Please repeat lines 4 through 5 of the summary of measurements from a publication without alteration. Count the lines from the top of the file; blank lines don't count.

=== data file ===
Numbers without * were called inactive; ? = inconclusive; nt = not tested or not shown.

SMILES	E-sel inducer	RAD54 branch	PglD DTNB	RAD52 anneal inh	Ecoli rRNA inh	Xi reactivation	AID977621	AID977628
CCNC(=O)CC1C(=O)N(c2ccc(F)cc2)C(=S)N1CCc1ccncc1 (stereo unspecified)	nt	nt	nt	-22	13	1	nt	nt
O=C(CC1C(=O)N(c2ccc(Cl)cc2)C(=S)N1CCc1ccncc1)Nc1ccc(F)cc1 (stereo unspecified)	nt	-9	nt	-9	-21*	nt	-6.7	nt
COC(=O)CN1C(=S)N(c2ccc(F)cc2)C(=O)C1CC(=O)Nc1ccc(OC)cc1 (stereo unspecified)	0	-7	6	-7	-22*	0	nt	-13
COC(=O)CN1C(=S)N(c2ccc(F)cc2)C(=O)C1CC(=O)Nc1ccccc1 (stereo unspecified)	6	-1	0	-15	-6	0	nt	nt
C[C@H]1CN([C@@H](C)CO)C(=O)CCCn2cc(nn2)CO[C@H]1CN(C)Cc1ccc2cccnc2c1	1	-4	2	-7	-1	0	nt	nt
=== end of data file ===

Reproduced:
O=C(CC1C(=O)N(c2ccc(Cl)cc2)C(=S)N1CCc1ccncc1)Nc1ccc(F)cc1 (stereo unspecified)	nt	-9	nt	-9	-21*	nt	-6.7	nt
COC(=O)CN1C(=S)N(c2ccc(F)cc2)C(=O)C1CC(=O)Nc1ccc(OC)cc1 (stereo unspecified)	0	-7	6	-7	-22*	0	nt	-13